In Defense of Schlock

In a 166-word blurb in the 1983 edition of the Rolling Stone Record Guide, Dave Marsh, the Bruce Springsteen biographer and guardian of rock-critical orthodoxy, gave one-star reviews to all of Journey’s albums while emptying his rucksack of insults: “Stepford Wives rock,” “calculated,” “nitwit,” “plodding,” “banality,” “utter triviality,” “exploitative cynicism,” and worst of all, surely, by Marsh’s lights, “Paul Anka and Pat Boone.” Rolling Stone’s regular magazine … Continue reading In Defense of Schlock

Epic Tuesday Reads #4: Five Years, Two Million Words

In the last five years, there have been nearly 3400 songs covered from over 60 countries, with about 30,000 individual paragraph-long reviews from us adding up to about 2,000,000 (two million) words. It’d take you a week solid to read the site from front to back. We don’t recommend you do that, so here are some highlights from our first five years. Feel free to … Continue reading Epic Tuesday Reads #4: Five Years, Two Million Words

Epic Tuesday Reads #3: Why We Fight About Pop Music

In 2007, the Canadian music critic Carl Wilson published a book-length experiment in extreme aesthetic sport: a sincere and shockingly comprehensive study of music he had already decided he hated. That book, Let’s Talk About Love, named for the Celine Dion album it studied, has become a cornerstone text in the school of criticism known as “poptimism,” because it treats seemingly disposable pop music as … Continue reading Epic Tuesday Reads #3: Why We Fight About Pop Music

Epic Tuesday Reads #2: The Trouble With Billboard’s R&B/Hip-Hop Chart

Ideally, any effective genre chart—be it R&B, Latin, country, even alt-rock—doesn’t just track a particular strain of music, which can be marked by ever-changing boundaries and ultimately impossible to define. It’s meant to track an audience. This is a subtle but vital difference. If an R&B chart tries to cover whatever might be termed R&B music, you get into the subjective, slippery business of determining what, or who, … Continue reading Epic Tuesday Reads #2: The Trouble With Billboard’s R&B/Hip-Hop Chart

On the “Greater Mysteries Contained Within”

“Critics write about pop music because many of them actually love it, and even when they don’t, they want to figure out why they don’t. It’s like that woman’s ‘My Husband’s Stupid Record Collection’ blog, except instead of Albert Ayler LPs, it’s Katy Perry videos, and instead of a smug veneer of ‘this is elitist and bad,’ they’re genuinely curious about the hows and whys … Continue reading On the “Greater Mysteries Contained Within”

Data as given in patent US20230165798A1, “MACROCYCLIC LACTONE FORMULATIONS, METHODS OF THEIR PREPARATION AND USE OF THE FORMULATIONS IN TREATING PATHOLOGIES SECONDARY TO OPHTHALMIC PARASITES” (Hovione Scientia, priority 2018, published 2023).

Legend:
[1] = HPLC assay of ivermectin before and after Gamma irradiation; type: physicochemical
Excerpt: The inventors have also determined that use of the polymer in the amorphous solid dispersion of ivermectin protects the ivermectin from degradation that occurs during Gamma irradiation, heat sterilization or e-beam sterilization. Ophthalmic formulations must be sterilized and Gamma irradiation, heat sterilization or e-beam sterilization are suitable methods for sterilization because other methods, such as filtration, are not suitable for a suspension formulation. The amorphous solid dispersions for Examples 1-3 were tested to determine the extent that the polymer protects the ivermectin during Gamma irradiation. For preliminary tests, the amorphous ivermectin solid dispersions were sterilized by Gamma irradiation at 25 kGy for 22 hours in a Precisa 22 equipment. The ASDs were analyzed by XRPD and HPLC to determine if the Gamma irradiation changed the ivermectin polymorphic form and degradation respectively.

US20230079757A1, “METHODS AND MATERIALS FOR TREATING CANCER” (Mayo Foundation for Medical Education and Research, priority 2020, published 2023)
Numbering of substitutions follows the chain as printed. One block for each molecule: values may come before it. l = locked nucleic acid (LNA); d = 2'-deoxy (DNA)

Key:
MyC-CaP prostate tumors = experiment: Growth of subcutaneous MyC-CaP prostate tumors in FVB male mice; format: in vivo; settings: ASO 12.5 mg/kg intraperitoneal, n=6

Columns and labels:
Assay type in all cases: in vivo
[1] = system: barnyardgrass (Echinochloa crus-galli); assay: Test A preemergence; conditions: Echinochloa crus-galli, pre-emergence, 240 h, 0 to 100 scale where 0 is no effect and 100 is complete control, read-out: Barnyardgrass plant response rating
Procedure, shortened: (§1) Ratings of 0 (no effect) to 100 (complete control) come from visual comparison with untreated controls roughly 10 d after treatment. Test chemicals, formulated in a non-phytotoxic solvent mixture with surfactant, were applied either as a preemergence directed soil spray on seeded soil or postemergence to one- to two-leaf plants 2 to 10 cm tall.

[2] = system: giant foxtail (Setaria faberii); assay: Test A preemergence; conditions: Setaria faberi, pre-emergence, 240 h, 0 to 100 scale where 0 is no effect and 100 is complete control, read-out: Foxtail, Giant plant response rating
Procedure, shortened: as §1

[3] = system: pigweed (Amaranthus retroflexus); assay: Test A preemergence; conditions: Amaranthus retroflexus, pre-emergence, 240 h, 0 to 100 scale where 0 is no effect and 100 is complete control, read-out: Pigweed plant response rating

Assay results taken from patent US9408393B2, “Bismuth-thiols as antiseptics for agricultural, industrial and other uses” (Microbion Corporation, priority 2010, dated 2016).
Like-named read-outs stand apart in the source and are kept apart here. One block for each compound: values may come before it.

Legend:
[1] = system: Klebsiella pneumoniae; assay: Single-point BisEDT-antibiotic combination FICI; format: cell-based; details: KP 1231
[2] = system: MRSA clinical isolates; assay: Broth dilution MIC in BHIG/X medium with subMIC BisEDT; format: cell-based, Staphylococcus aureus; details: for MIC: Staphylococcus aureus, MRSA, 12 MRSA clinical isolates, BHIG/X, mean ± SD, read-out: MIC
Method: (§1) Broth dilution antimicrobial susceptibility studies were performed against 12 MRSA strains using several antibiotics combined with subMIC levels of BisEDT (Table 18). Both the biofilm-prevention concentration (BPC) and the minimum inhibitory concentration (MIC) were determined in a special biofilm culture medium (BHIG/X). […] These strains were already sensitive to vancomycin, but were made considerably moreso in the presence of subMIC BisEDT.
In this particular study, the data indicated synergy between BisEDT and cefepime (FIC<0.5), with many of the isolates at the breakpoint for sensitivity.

Pop as Self-denial

“I’ve long suspected that those who rail most vehemently against the banalities of mainstream pop do so because they can’t stand the fact that they react to the music. It drives them crazy to hear a snippet of ‘I Just Called to Say I Love You’ and then have the damned hook bouncing around their head for the rest of the afternoon. But rather than … Continue reading Pop as Self-denial

Pop as a Sickness

“People sometimes ask why a serious, well-educated, intellectual fellow such as me wastes his time and enthusiasm on the most insignificant passing trends and the most contrived, trashy music he can find. And I don’t know what to say. I just can’t get into George Harrison, Seals & Crofts or even Van Morrison and the Band. I like that stuff, but it simply doesn’t excite … Continue reading Pop as a Sickness

On the “Pernicious Rise of Poptimism”

“Poptimism now not only demands devotion to pop idols; it has instigated an increasingly shrill shouting match with those who might not be equally enamored of pop music. Disliking Taylor Swift or Beyoncé is not just to proffer a musical opinion, but to reveal potential proof of bias. Hardly a week goes by in music-critic land without such accusations flying to and fro.” – Saul … Continue reading On the “Pernicious Rise of Poptimism”

Singles Jukebox Comment Competition

The Singles Jukebox turned five this week, and to celebrate this achievement, they’re having a contest: “So for the next three weeks, we’re having a comment competition! The best comment on any entry posted this year will win a $30 iTunes voucher, or equivalent… The competition closes at 11.59pm Friday April 4, U.S. Eastern time. So think long and hard, put fingers to keyboard and … Continue reading Singles Jukebox Comment Competition

Pet Shop Boys, Critically (4)

In light of recent and future Pet Shop Boys podcasts around here, this post from a couple years ago is probably worth a revisit — Neil Tennant Recalls Smash Hits Days in Word Magazine Podcast (the podcast is still available) — but even better is this interesting BBC program from 2012 on the same topic, which someone posted for our listening pleasure at YouTube. Continue reading Pet Shop Boys, Critically (4)